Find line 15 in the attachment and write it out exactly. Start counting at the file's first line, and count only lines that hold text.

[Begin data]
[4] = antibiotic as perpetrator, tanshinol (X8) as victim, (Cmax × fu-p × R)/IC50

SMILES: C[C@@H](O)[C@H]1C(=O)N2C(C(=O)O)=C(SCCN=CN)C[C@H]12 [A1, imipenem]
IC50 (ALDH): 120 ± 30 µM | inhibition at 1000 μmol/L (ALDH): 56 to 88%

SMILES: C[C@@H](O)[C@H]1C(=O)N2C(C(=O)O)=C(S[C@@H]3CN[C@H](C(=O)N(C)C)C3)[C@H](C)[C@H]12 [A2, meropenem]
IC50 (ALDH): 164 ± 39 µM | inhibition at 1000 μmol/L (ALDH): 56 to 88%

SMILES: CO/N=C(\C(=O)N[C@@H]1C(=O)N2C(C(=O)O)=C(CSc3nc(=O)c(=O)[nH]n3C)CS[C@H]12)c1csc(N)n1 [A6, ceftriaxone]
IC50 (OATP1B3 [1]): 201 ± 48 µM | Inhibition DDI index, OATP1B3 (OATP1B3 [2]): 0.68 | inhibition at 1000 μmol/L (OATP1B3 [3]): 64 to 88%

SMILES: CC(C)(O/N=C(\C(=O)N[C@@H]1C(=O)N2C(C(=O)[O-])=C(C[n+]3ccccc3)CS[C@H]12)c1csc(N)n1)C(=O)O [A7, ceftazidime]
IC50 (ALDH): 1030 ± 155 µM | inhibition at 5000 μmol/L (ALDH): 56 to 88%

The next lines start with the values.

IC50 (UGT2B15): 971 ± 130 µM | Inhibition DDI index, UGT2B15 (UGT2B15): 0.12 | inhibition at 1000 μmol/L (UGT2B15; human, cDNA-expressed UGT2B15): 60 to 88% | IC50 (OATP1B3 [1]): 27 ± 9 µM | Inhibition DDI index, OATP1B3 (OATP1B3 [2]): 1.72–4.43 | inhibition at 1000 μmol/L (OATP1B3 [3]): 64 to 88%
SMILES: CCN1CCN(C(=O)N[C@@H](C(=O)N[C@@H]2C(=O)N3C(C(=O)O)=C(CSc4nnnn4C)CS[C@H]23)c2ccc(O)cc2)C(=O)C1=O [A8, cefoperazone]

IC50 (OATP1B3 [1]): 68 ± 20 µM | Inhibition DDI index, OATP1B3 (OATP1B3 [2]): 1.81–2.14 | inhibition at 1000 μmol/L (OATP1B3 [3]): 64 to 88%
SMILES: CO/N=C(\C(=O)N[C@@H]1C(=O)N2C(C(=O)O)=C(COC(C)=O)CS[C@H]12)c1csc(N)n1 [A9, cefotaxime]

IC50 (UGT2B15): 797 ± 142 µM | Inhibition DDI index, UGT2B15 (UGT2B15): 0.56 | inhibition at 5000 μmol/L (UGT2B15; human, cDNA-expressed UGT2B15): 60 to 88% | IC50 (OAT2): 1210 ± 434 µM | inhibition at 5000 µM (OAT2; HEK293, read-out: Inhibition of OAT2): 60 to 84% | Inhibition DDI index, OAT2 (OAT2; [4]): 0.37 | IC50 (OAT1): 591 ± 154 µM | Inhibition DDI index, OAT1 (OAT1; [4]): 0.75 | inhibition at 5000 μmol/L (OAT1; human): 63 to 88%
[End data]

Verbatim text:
IC50 (UGT2B15): 797 ± 142 µM | Inhibition DDI index, UGT2B15 (UGT2B15): 0.56 | inhibition at 5000 μmol/L (UGT2B15; human, cDNA-expressed UGT2B15): 60 to 88% | IC50 (OAT2): 1210 ± 434 µM | inhibition at 5000 µM (OAT2; HEK293, read-out: Inhibition of OAT2): 60 to 84% | Inhibition DDI index, OAT2 (OAT2; [4]): 0.37 | IC50 (OAT1): 591 ± 154 µM | Inhibition DDI index, OAT1 (OAT1; [4]): 0.75 | inhibition at 5000 μmol/L (OAT1; human): 63 to 88%